Cats and Dogs May Soon be Treated with Medicinal Cannabis


An Australian company is undertaking ground breaking research to determine whether medicinal cannabis products could be used to treat medical conditions in family pets.

After a successful trial on dogs, CannPal is now expanding its testing to our furry feline friends.

‘The sky is the limit’ for the drug’s potential

The company believes medicinal cannabis is effective on a range of conditions from osteoarthritis and hip dysplaysia, arthritis, as well as skin conditions, epilepsy and even behavioural issues. A spokesperson said ‘the sky is the limit’ in terms of the plant’s potential uses.

CannPal is the first company Australia to develop medicinal cannabis remedies for pets. It has announced a partnership with Eurofins Animal Health, to jointly develop pain treatments using cannabis products for cats.

During the initial trial, eight dogs were given active compounds containing cannabinoids while three were given placebos. The trial saw positive results with no detectable adverse effects.

While THC can be toxic for animals, researchers and veterinarians have discovered that, like humans, some dogs and cats respond positively to cannabidiol (CBD), a non-psychoactive component of cannabis, which does not produce a ‘high’.

Drug prohibition hinders progress

The Australian Veterinary Association (AVA) says that while the research shows potential, the illegal status of cannabis has hampered its progress and continues to do so.

Many other countries are conducting similar trials for domesticated animals, and the AVA says it’s keeping a close eye on the outcomes.

It is estimated that 60 per cent of dogs between seven and 11 will develop arthritis, and one in two will form some kind of cancer. The Association is hopeful that cannabis treatments may have a significant role to play in the treatment of these diseases in the future.

The AVA says it has been inundated with enquiries about medicinal cannabis treatments for pets. It emphasises there is still some way to go to get the drugs approved and distributed.

What does the law say?

Medicinal cannabis for human consumption is now legal in New South Wales, subject to strict regulations.

After many years of research, medicinal cannabis has proven to be successful in the treatment of many human illnesses, including epilepsy, multiple sclerosis, chronic pain and chemotherapy-induced nausea.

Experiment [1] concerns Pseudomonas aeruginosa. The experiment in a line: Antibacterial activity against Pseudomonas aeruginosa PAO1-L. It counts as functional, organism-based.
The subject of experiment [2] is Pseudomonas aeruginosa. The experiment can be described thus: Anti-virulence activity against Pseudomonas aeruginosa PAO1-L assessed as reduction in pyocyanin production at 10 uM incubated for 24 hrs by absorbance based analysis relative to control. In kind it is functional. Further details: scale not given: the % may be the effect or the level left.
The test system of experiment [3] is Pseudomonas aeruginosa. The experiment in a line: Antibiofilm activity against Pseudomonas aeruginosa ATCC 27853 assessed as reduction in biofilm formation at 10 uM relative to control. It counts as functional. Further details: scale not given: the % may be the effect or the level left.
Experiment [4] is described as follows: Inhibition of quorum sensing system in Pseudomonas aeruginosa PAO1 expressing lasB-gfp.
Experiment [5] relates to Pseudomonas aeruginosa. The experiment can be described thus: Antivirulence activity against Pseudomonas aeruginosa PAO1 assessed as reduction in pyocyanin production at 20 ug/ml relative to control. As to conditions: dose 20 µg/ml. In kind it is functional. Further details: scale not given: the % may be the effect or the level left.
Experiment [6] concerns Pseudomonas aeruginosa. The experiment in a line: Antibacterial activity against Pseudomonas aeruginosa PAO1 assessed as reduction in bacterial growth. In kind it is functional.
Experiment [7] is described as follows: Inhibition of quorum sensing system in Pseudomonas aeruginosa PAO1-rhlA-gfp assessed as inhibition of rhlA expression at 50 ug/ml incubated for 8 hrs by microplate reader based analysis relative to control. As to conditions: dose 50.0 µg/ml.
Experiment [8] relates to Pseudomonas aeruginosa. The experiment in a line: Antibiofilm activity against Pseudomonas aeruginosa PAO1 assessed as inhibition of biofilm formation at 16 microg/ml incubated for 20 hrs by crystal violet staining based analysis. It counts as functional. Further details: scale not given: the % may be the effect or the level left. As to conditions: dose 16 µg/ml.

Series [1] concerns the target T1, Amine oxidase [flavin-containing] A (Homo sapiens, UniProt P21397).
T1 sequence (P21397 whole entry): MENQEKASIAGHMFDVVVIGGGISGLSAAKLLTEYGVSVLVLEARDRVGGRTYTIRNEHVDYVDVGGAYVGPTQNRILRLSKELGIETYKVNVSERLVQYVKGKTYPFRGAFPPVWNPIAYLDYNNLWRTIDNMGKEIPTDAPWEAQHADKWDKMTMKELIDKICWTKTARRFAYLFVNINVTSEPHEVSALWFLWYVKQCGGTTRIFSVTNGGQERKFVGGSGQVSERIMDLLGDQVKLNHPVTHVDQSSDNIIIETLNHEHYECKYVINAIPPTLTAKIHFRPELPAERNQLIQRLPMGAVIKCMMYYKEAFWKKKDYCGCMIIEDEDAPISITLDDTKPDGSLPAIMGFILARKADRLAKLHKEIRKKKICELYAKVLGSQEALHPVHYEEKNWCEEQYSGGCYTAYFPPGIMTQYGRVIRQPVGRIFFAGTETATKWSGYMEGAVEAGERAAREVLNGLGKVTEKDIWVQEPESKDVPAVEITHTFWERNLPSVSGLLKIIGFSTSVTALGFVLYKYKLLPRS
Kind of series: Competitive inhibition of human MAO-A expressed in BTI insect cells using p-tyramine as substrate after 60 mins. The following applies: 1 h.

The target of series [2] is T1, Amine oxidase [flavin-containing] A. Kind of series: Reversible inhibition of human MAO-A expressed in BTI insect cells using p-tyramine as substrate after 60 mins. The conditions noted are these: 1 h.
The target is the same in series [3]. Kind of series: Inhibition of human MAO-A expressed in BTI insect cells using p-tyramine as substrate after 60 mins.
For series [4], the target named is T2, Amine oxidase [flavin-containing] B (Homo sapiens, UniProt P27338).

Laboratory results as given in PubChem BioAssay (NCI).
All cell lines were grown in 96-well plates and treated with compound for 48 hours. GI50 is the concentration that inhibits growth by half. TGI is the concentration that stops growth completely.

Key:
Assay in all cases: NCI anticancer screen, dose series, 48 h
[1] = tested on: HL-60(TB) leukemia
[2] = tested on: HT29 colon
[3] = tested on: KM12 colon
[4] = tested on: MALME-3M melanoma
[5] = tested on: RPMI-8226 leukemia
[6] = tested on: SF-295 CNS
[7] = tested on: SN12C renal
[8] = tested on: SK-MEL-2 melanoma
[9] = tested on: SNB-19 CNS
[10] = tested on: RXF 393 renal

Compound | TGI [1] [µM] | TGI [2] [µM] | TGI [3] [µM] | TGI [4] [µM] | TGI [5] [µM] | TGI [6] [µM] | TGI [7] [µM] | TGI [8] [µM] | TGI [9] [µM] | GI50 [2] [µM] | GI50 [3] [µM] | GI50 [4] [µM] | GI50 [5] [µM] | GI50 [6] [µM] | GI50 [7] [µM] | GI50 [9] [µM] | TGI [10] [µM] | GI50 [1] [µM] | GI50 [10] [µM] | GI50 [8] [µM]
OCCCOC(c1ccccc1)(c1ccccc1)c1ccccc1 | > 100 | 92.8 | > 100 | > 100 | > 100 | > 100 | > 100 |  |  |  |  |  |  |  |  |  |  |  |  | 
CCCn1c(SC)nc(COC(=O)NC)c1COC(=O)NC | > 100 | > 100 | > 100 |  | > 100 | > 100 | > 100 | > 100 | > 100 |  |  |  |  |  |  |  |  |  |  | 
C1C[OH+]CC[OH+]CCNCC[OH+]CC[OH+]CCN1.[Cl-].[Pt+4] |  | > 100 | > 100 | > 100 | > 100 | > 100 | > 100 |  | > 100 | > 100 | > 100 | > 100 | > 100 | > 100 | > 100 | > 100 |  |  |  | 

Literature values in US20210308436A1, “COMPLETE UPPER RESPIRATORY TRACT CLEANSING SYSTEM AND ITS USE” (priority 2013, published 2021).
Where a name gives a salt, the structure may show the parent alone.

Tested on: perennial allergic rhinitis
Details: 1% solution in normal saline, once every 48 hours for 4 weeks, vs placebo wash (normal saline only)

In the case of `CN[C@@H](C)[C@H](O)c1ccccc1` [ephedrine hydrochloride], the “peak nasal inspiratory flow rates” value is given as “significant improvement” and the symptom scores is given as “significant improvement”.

However, the substance is expensive and very difficult to obtain. Although legislation has been passed to enable the legal cultivation and production of cannabis products for medicinal use in Australia, and despite the government issuing more than 30 licences to do so, domestically harvested products are still unavailable.

What’s more, patients are required to go through approval processes with their GPs – who must approve the initial prescription – as well as the Therapeutic Goods Administration, federal and state governments – a procedure which has been criticised as cumbersome and lengthy.

Access should be getting easier

At a Council of Australian Governments (COAG) meeting in April this year, all state and territory health ministers signed a national scheme to streamline patient access to medicinal cannabis products.

Based on a model launched in NSW earlier in the year, the national regime proposes to provide patient access to medicinal cannabis within 48 hours, which is a vast improvement on the current system which can take months.

Meanwhile, access to cannabis products in several other countries is a lot easier.

Cannabis is legal for medicinal use in 29 of the United States and also in Canada. And New Zealand is in the process of making medicinal cannabis widely available, as well as establishing a local industry.

Canada has also recently announced that it will legalise the recreational cannabis, following in the footsteps of several United States.


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About Sonia Hickey

Sonia Hickey is a freelance writer, magazine journalist and owner of 'Woman with Words'. She has a strong interest in social justice, and is a member of the Sydney Criminal Lawyers® content team.
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